How do we get more seniors to pursue higher education?

Posted February 10, 2020 11:00:01 The cost of attending a community college has more than doubled in the last decade, and the cost of the two-year associate’s degree has more in common with a two-time-a-week job than a two year degree at a state university, according to a new report.

The report, which analyzes the financial resources available to students, also shows that the cost for those who complete a two and a half year associate’s program is $8,600 less than the $19,000 the average student in the United States earns for a bachelor’s degree.

The report, released Tuesday by the Center for American Progress Action Fund, found that the average associate’s education program costs nearly $9,000 less than a bachelor, $18,000 more than a master’s, and $31,000 over two years than a three year associate.

It’s a problem, said Michael Nie, a senior fellow at CAP Action Fund.

“If you don’t want to pay the price of higher education, you need to be paying the price.

You can’t just keep going with these higher tuition hikes.

You have to make changes,” he said.

CAP Action Fund’s report is the first time the nonpartisan group has looked at the financial cost of higher ed in the states and found that in many cases, the costs are too high for many students to make ends meet.

When you take the total cost of tuition and fees, which is a lot of money, the cost to students of the same degree is way higher than what you’re seeing for the state, Nie said.

CAP Action Funds report shows that in some states, such as Georgia and Florida, the average cost of an associate’s is $18.5, $26.7 and $33,914, respectively.

But when you factor in other financial barriers, including the cost and time to apply for financial aid, the difference is staggering, Nies said.

The average associate degree costs $21,000 in Georgia, $37,000 for Florida, and an additional $14,000 or so in New Jersey.

At the other end of the spectrum, in Rhode Island, the typical associate degree program costs $22,000, which means a student can’t earn a $21K salary.

For some students, the financial burden is even more pronounced, Nier said.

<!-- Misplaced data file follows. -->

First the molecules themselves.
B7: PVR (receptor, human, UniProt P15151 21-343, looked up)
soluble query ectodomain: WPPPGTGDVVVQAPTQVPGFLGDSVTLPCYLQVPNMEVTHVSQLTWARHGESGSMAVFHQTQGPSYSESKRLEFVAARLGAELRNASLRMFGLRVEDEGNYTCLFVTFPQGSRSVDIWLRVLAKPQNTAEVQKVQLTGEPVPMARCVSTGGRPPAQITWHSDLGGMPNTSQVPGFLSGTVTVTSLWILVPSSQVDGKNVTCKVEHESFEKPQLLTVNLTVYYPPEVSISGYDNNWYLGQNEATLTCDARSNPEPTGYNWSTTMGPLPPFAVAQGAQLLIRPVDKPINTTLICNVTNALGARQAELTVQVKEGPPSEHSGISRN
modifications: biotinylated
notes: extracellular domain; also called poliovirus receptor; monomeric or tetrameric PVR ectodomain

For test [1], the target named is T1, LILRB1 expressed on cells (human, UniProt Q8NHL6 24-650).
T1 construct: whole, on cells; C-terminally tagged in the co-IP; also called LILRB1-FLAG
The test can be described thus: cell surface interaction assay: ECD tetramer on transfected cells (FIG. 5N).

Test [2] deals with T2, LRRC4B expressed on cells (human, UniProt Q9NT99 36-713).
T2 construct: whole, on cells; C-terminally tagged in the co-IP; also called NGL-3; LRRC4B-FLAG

In Florida, an associate degree cost $26,000.

In New Jersey, an Associate degree costs about $26K.

In Rhode Island and Florida as a whole, the study found that many students with less than high school diplomas can’t even find work as an associate or bachelor’s student.

Students in those states who complete associate’s programs face a steep learning curve and often have to take on jobs that pay below the minimum wage, Nied said.

For students in the bottom half of the income scale, their job prospects aren’t good.

They’re more likely to be working part time and not earn a living wage, he said, and are more likely than their peers to take a part-time job as a result.

In New Jersey and Florida students, there is a “giant gap,” according to Nier, because their degrees don’t have the skills that a full-time degree does.

Nier said that many of the students who are struggling to make it through school are students with disabilities who have low incomes and limited resources.

He said that while there is an issue of “unfairness” in the way the costs of attending college are determined, it is an important issue.

“This report shows us that we need to make these investments,” he told The Washington Post.

More than 2 million students attended associate’s degrees in 2016, a record high, and more than 2.5 million completed bachelor’s degrees, according a CAP Action fund report.

There are roughly 2.3 million students who have earned bachelor’s or master’s degrees from public or private universities, according the report.

CAP said that the number of students who receive their associate’s and bachelor’s programs from state institutions is higher than in any year since 2005, when it began tracking the data.

A CAP Action report released in 2016 found that nearly 60 percent of public and private university students received their associate degree from a state institution in 2016.

While the percentage of students from minority and low-income families attending public and public institutions has increased, they still comprise less than 1 percent of the population.